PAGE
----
the word crisis written on a piece of paper in a typewriter

What Your Brand Should (and shouldn’t) Post on Social Media During a Crisis

It can feel impossible to know what to post on social media in a crisis, especially one that is impacting the world globally. It’s hard enough to find appropriate words to say as an individual when someone you care about has endured a personal tragedy. Multiply that person by 7 billion, put the whole exchange in a public forum, and then you’re getting close to understanding the level of pressure brands face when navigating social media in a crisis.

As a brand, particularly if you don’t have a background in crisis communication (and sometimes even if you do!), posting on social can feel like a minefield, full of traps waiting to be stepped in. Your online footprint is immortal, and putting your foot in it on social media can be disastrous for a brand. Add to that the growing rampancy of ‘cancel culture’ and a generalized decrease in consumer spending, and many brands are terrified to say anything at all – for fear of losing followers, customers and sales!

Some even contemplate ‘going dark’ in a crisis– which is also not ideal. Disappearing in a crisis can show a lack of integrity and confidence in your brand’s identity. It can even suggest that you only care about communicating with your customers when they’re able to actively purchase from you.

Speaking of the bottom dollar, in a crisis, yours is likely to be going down, unless you have a disaster/recession-proof business. So, it’s more important than ever to sell your products and services to stay afloat – but your audience’s spending priorities have completely changed, and people don’t particularly want to be ‘sold to.’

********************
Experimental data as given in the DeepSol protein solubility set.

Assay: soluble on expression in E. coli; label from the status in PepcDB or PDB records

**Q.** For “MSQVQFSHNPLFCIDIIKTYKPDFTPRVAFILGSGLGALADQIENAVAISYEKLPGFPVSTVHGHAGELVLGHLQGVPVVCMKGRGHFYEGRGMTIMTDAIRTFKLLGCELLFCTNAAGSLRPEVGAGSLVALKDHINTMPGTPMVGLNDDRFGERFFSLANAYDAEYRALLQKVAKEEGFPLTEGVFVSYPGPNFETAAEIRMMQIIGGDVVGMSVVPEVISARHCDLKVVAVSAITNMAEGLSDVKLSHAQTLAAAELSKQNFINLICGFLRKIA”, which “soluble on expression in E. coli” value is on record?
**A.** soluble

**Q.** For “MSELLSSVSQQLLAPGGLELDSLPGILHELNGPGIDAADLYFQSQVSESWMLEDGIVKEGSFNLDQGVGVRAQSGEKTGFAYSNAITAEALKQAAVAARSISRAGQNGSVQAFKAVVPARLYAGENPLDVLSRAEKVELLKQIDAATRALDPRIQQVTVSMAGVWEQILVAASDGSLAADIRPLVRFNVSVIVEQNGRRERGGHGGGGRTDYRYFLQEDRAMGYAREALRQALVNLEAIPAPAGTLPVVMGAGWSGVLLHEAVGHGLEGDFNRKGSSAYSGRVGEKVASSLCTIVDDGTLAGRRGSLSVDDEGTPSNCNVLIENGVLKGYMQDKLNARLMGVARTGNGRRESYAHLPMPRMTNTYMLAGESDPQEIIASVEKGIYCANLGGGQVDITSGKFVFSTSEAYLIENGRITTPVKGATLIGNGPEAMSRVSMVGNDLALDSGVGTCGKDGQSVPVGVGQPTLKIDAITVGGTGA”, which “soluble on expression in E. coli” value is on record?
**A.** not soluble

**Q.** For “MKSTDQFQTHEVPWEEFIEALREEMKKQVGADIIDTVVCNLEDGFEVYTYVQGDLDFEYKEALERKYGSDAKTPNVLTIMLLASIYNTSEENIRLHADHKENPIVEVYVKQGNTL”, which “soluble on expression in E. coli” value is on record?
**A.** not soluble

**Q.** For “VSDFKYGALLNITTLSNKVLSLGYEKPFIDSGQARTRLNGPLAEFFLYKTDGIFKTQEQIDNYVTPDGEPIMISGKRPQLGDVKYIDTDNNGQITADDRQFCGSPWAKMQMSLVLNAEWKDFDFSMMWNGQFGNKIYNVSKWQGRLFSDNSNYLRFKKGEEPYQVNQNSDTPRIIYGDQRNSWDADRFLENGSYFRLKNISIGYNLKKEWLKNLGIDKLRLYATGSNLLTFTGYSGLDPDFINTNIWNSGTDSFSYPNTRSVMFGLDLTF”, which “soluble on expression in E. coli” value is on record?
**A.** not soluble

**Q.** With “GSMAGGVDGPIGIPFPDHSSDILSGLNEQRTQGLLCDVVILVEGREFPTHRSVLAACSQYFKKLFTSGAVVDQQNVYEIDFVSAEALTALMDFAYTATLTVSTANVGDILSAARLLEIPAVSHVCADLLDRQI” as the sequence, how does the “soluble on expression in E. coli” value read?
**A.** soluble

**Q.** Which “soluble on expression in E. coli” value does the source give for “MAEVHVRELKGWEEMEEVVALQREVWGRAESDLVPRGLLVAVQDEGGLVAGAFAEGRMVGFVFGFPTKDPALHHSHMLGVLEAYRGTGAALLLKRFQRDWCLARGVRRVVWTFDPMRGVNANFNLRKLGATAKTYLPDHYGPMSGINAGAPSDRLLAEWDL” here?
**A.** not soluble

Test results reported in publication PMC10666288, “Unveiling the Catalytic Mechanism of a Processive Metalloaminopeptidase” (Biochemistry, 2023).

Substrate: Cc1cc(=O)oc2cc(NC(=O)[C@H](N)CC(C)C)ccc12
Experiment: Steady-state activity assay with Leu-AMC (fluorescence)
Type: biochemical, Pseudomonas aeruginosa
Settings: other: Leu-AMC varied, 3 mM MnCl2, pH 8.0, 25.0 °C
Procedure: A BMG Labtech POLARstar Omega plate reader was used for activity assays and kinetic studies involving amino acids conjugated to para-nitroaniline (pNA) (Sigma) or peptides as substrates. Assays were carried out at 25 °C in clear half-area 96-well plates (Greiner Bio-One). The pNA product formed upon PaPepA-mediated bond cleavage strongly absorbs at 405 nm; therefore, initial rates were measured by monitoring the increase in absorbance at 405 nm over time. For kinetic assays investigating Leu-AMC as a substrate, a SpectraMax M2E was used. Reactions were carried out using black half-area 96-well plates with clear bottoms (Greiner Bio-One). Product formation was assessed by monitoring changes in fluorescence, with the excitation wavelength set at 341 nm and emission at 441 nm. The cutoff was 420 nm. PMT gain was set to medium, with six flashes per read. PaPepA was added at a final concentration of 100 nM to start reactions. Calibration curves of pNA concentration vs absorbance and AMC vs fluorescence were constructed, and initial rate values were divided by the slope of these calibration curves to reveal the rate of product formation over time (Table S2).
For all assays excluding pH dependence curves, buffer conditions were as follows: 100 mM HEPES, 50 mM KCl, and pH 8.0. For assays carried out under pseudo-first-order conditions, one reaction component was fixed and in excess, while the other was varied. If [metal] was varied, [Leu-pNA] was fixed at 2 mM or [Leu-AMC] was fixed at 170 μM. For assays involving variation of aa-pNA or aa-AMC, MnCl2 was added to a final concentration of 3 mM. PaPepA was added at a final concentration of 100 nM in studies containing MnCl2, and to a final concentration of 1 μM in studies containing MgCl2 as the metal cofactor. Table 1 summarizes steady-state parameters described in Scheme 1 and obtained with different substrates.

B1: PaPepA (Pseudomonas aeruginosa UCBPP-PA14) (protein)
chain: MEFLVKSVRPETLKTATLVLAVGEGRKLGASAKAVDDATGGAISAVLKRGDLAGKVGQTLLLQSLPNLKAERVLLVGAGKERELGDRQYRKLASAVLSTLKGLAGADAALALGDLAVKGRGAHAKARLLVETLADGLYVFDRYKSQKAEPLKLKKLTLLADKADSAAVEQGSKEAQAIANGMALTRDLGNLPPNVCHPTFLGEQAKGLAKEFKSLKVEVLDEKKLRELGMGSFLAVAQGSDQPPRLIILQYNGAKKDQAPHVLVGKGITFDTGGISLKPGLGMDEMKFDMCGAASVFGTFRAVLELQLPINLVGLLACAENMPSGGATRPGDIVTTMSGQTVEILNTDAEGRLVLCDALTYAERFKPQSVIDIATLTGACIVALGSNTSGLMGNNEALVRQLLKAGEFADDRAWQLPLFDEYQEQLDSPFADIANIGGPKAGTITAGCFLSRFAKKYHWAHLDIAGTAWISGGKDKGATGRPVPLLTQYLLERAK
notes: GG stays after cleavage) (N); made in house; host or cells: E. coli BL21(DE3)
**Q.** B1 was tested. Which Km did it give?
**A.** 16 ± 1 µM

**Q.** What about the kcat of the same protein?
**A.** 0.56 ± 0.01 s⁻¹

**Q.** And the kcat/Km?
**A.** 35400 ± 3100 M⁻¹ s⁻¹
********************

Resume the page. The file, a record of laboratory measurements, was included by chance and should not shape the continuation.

Many just don’t have the money to spend, and their own businesses and jobs are on the line. Pivoting to understand this is essential, both in your sales approach and your communication style on social media.

So, where to start? Here are some key points to consider as a brand when posting on social media in a crisis:

Understand the crisis

Do your research, keep up to date on the statistics and ensure you have a relatively robust understanding of how the crisis is affecting all sorts of different industries, locations, people, and what it means to the economy. Understanding the crisis in a broader sense (outside of just how it affects you and your business) is crucial. It will help you avoid tripping up and saying something offensive to a demographic you hadn’t considered.

Read the room

Before you post – find out: what is the general vibe in your marketplace among your customers and followers? Don’t assume you know, based on what you are feeling, or what you ‘think’ they’re feeling. Take the time to go through your followers’ feeds and do a mini audit of their socials.

Get to know your customers all over again – this is a useful exercise whether there’s a global crisis or not. Get a feel for the type of content they are posting and reposting, what kind of comments they’re leaving and what kind of interactions are taking place in your community.

You can even ASK. Total transparency and honesty at a time when companies are ramming a regurgitated corporate line down people’s throats can be really refreshing. Allow your loyal followers to tell you directly what they need.

Consider something like:

“To our friends and family: like you, we are trying to make sense of what is happening, and grappling with how this crisis will affect not only our business but our community, our country, and the world at large. One thing we do know is that staying connected is so important at a time like this, and social media is the most powerful tool we have to maintain our connection. We are all in this together.